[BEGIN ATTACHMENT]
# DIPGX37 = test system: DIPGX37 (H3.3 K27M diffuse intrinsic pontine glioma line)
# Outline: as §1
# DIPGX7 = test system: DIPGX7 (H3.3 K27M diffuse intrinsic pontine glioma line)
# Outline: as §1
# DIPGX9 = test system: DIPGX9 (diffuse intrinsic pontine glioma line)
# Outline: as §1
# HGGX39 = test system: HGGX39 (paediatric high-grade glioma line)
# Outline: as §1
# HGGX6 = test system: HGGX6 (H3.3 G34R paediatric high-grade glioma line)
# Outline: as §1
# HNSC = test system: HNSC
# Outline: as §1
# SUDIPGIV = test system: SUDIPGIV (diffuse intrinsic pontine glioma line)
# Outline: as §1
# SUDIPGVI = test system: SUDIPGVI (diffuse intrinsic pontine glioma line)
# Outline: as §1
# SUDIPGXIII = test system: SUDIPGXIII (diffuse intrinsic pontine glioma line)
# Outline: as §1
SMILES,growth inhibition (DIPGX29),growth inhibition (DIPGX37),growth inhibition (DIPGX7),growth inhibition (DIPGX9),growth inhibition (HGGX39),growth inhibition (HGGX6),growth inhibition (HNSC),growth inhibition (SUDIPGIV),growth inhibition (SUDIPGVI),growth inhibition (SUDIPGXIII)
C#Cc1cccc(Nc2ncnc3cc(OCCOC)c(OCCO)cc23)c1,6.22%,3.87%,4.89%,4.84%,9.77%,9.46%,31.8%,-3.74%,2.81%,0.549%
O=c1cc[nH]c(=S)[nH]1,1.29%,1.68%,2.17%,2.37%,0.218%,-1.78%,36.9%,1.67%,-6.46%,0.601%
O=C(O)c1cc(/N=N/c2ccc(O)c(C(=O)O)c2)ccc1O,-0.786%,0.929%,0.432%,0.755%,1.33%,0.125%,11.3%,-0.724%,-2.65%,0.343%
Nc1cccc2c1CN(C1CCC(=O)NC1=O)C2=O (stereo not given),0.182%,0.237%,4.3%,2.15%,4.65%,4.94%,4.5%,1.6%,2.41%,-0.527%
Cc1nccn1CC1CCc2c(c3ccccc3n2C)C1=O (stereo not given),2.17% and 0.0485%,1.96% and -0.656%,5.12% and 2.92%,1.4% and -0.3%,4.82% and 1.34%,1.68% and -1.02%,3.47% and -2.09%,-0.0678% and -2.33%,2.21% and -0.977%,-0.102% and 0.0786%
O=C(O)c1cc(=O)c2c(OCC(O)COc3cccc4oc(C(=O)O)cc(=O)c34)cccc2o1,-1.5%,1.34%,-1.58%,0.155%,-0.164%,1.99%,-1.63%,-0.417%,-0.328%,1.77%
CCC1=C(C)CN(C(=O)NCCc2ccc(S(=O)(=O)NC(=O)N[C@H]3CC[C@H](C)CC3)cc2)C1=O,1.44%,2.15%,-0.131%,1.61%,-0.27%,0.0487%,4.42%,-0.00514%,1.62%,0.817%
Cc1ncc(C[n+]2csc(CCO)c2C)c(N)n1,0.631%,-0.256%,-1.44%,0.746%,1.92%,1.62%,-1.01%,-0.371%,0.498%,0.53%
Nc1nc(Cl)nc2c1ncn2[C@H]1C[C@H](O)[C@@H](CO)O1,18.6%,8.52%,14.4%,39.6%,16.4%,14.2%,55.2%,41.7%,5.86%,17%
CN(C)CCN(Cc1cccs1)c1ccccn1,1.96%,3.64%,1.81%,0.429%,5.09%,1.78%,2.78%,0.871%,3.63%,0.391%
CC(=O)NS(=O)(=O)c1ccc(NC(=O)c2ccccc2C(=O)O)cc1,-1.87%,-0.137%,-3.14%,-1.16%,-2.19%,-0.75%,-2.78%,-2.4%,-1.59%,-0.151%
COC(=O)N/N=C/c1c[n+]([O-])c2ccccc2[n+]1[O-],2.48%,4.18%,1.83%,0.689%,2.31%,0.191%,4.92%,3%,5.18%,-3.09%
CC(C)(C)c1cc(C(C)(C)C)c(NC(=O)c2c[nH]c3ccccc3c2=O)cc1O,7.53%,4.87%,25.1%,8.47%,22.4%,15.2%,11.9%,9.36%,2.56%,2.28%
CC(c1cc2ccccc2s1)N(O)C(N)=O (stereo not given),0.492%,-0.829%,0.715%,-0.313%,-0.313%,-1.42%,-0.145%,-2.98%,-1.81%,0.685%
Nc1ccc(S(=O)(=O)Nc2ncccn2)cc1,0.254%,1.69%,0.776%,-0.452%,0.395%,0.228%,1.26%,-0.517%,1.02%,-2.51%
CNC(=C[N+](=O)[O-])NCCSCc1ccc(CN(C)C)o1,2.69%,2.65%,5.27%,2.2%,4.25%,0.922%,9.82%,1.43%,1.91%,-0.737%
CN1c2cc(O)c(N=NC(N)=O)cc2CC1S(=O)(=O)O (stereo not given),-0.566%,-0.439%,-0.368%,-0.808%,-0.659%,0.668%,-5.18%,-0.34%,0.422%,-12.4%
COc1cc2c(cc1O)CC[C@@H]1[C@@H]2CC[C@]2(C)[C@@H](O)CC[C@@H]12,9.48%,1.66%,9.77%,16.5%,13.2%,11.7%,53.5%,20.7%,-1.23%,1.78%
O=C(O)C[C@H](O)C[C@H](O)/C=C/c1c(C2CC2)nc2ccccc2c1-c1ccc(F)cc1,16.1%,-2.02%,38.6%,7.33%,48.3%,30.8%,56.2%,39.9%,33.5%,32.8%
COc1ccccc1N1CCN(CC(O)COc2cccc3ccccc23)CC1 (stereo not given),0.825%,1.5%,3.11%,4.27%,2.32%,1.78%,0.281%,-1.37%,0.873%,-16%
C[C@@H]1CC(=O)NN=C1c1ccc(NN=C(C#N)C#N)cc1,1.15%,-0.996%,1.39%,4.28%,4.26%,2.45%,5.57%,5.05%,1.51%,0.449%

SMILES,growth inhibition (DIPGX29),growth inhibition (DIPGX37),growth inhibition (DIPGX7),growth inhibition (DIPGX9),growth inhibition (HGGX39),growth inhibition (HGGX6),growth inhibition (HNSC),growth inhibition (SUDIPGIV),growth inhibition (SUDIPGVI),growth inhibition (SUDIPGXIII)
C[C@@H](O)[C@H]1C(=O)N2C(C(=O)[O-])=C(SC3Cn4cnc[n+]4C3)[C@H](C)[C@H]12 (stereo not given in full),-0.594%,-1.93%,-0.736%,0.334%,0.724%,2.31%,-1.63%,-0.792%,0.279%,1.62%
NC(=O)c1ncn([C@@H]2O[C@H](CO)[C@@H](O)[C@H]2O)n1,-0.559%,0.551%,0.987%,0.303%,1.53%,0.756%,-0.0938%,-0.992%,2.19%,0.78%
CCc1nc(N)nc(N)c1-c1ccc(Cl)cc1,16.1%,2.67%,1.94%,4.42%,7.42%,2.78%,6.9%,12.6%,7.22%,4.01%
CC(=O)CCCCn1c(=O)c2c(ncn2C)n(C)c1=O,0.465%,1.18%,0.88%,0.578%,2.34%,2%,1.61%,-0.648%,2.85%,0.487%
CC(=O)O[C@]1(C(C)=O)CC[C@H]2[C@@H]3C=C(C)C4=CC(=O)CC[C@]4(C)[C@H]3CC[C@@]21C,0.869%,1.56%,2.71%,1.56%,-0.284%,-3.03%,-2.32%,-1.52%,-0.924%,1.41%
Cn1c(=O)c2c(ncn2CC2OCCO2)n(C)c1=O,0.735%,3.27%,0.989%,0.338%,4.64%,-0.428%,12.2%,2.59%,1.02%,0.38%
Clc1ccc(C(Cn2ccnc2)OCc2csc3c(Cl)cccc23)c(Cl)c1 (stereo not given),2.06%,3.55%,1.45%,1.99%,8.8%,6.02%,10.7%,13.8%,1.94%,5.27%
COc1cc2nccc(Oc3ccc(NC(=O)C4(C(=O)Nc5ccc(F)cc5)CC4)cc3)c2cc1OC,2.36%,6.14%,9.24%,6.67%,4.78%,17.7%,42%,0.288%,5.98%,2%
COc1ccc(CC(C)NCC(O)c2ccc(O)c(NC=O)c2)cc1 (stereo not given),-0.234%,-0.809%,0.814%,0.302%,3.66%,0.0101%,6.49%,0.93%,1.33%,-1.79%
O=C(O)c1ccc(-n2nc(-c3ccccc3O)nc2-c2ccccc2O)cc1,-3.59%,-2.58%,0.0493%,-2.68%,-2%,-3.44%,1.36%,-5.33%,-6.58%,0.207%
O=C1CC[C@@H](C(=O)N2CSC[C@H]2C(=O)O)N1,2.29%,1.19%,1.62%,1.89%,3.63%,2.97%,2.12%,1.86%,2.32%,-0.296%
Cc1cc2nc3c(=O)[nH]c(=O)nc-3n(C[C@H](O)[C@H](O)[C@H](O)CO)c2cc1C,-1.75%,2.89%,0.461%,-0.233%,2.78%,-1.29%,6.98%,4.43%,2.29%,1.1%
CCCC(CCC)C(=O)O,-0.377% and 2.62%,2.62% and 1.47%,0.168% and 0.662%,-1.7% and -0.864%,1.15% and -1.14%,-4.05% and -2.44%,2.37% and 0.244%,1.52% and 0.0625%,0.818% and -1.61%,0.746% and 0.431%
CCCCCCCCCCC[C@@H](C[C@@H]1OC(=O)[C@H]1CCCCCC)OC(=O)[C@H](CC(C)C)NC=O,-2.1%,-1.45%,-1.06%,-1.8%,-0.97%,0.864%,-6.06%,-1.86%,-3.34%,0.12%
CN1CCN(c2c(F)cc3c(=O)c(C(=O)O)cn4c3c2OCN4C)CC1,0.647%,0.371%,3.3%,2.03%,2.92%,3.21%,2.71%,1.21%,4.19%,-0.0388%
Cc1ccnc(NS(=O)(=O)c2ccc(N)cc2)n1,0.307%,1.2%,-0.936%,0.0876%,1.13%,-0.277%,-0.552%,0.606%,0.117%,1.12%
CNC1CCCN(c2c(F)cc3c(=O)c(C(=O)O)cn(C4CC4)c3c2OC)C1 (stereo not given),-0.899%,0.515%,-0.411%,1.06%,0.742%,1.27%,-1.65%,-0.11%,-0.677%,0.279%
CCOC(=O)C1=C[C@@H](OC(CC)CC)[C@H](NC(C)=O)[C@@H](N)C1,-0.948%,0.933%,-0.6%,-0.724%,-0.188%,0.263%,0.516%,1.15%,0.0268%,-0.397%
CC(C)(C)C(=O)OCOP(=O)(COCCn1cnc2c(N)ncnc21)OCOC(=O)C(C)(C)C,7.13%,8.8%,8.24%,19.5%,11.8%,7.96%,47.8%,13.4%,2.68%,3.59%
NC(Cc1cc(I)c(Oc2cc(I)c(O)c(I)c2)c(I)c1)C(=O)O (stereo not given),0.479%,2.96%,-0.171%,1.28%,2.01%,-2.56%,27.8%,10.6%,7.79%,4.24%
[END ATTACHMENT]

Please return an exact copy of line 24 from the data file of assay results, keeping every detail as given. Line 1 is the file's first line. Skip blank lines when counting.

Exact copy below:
Cc1nccn1CC1CCc2c(c3ccccc3n2C)C1=O (stereo not given),2.17% and 0.0485%,1.96% and -0.656%,5.12% and 2.92%,1.4% and -0.3%,4.82% and 1.34%,1.68% and -1.02%,3.47% and -2.09%,-0.0678% and -2.33%,2.21% and -0.977%,-0.102% and 0.0786%